Hockey captain Sardar Singh seeks apology from Pakistan players for 'unacceptable' behaviour
Just days ahead of the start of the Hockey India League fourth season, Indian captain Sardar Singh on Thursday asked Pakistan players to apologise for their "unacceptable" behaviour during the Champions Trophy in Bhubaneswar in December 2014.
New Delhi: Just days ahead of the start of the Hockey India League fourth season, Indian captain Sardar Singh on Thursday asked Pakistan players to apologise for their "unacceptable" behaviour during the Champions Trophy in Bhubaneswar in December 2014.
Sardar, 29, also backed Hockey India's stand of not allowing Pakistan players to take part in the lucrative tournament, which has become the ultimate league in the world with almost every top players taking part in it.
"Pakistani players are suffering a lot but what they did during the 2014 Champions Trophy was unacceptable. They still haven't apologised for their behaviour so I feel they shouldn't be allowed (to participate in HIL) ," a report in PTI qouted Sardar as saying on the sidelines of the unveiling of HIL today.
Two Pakistani players -- Muhammad Tousiq and Ali Amjad -- were handed a one-match ban while Shafqat Rasool was reprimanded by the International Hockey Federation (FIH) for making obscene gestures after their team's 4-3 win over hosts India in the Champions Trophy semi-final.
Following the final hooter, excited Pakistani players took off their shirts and made rude gestures towards the Indian fans and the media at the packed 7,000-capacity Kalinga Stadium.
Though then Pakistan chief coach Shahnaz Sheikh apologised for the incident, HI boss Narinder Batra has demanded an apology from the Pakistan Hockey Federation (PHF).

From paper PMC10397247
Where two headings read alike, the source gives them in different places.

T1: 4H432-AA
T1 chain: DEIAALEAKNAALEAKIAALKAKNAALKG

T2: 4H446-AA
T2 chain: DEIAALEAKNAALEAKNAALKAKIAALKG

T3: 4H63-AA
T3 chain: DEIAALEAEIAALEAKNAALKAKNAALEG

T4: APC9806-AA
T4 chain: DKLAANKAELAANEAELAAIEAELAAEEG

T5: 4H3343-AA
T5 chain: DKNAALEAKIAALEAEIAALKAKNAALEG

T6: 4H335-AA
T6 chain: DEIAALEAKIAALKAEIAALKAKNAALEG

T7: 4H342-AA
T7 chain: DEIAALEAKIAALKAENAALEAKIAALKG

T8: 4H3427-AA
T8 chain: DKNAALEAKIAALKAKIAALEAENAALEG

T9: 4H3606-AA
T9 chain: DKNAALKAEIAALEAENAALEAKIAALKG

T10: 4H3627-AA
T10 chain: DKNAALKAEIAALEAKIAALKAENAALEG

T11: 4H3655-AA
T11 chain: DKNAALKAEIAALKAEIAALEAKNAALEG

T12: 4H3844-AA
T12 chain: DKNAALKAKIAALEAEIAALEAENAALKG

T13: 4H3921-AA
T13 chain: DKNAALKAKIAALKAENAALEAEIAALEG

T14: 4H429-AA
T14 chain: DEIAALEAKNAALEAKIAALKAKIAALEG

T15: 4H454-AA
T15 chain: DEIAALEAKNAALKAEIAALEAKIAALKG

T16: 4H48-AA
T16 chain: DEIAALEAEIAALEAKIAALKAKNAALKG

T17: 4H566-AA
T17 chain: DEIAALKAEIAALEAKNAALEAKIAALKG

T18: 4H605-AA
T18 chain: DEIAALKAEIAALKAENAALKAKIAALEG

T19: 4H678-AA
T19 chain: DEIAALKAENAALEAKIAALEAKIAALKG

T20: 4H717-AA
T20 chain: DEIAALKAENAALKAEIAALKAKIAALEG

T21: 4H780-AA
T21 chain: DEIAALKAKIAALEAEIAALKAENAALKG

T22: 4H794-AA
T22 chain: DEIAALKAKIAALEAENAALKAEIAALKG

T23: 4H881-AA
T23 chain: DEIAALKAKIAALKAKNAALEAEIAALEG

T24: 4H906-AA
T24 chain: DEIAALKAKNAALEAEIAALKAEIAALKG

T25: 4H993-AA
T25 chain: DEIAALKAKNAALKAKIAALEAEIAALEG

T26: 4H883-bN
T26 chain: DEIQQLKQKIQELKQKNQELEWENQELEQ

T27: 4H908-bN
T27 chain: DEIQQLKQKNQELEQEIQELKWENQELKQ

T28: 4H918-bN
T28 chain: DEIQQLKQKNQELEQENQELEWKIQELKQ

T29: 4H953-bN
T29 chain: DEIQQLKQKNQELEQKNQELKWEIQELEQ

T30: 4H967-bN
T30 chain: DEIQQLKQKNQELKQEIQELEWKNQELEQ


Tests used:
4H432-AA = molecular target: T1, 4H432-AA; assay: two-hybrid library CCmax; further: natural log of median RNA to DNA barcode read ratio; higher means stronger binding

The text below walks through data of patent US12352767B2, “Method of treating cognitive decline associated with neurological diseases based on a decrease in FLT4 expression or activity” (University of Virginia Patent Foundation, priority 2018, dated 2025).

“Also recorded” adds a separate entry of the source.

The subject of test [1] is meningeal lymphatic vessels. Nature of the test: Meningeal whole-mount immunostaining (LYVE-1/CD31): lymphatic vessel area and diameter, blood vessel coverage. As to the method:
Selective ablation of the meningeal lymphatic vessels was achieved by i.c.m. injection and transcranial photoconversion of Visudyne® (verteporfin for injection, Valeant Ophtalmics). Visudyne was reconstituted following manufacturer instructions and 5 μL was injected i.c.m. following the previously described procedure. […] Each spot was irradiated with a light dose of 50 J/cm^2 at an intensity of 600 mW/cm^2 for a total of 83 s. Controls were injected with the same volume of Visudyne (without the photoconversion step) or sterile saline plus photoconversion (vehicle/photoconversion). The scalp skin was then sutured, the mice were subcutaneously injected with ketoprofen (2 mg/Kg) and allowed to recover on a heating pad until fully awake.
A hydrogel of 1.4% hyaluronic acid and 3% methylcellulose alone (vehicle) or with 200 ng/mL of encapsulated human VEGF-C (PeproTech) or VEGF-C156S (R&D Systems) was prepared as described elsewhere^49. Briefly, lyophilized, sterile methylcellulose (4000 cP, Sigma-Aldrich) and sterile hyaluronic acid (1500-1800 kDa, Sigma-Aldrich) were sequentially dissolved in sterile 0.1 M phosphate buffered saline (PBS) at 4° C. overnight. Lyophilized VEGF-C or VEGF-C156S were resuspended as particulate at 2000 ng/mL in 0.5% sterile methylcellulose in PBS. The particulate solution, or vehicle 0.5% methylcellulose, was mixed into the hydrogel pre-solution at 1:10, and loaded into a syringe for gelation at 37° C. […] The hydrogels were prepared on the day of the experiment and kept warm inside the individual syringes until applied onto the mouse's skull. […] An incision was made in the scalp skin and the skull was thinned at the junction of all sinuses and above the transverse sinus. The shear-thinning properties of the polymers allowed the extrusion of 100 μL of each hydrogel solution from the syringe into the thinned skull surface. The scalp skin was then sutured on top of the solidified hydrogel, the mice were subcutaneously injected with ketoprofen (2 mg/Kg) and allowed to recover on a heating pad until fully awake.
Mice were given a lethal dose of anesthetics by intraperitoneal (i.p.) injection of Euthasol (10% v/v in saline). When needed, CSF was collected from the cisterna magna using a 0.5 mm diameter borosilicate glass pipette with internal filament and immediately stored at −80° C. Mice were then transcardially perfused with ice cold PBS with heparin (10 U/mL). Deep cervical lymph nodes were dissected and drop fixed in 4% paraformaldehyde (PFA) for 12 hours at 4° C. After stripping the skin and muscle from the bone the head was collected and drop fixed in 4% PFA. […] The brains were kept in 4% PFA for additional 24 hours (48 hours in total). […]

However, Kalinga Lancers' German captain Moritz Furste and Ranchi Rays' English skipper Ashley Jackson felt that, if possible, the organisers must find a way out so that all good players come and play in the league.
"HIL is a great event in the world of hockey. In my personal view, players from all over the world should be allowed to play, if possible. I am not much aware of the politics and other things. They (both parties) must find a solution for all players," said 31-year-old Furste was qouted as saying by IANS.
Jackson, who is playing for Ranchi-based teams since the first edition of HIL, echoed Furste's opinion.
Nine Pakistani players were part of the first edition of HIL in 2013 but were forced to leave the country before the start of the tournament following protests from a few political organisations. Since then no Pakistan player has been included in the last three three editions.
The coming edition of HIL also doesn't feature a single Pakistani player and HI made it clear that in future, too, they will not be considered until they apologise for their unruly behaviour in Bhubaneswar.
The 2016 edition of the tournament starts on January 18, with six teams vying for top prizes in franchise-based cricket.
(With inputs from agencies)